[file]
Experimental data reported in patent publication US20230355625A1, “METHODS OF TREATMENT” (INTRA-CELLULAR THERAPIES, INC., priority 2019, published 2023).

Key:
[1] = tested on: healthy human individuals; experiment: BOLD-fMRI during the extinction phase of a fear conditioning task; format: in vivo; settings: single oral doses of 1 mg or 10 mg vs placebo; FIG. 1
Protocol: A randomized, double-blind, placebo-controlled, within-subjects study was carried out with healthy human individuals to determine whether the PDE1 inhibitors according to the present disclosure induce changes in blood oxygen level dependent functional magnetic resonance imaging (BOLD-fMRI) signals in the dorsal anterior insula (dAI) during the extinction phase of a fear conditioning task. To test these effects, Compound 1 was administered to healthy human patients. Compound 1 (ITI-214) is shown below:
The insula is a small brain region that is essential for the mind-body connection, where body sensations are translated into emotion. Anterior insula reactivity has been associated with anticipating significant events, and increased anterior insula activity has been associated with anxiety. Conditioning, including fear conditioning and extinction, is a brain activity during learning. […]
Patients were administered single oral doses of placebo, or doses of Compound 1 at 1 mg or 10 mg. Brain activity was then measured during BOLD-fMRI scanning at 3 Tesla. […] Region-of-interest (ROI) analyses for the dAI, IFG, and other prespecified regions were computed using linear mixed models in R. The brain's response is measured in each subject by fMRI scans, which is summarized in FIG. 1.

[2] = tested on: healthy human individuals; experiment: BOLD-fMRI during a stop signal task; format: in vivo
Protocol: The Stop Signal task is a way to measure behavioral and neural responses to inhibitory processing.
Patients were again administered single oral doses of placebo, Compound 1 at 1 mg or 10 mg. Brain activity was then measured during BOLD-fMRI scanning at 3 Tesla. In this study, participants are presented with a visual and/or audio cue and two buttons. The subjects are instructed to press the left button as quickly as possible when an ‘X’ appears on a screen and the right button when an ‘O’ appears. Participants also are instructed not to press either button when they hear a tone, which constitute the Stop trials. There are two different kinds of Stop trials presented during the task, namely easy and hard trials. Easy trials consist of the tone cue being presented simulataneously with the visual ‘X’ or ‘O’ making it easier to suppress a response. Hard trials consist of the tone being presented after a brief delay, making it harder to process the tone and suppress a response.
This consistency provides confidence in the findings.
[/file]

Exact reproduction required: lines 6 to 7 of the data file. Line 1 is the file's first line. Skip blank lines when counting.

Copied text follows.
Patients were administered single oral doses of placebo, or doses of Compound 1 at 1 mg or 10 mg. Brain activity was then measured during BOLD-fMRI scanning at 3 Tesla. […] Region-of-interest (ROI) analyses for the dAI, IFG, and other prespecified regions were computed using linear mixed models in R. The brain's response is measured in each subject by fMRI scans, which is summarized in FIG. 1.

[2] = tested on: healthy human individuals; experiment: BOLD-fMRI during a stop signal task; format: in vivo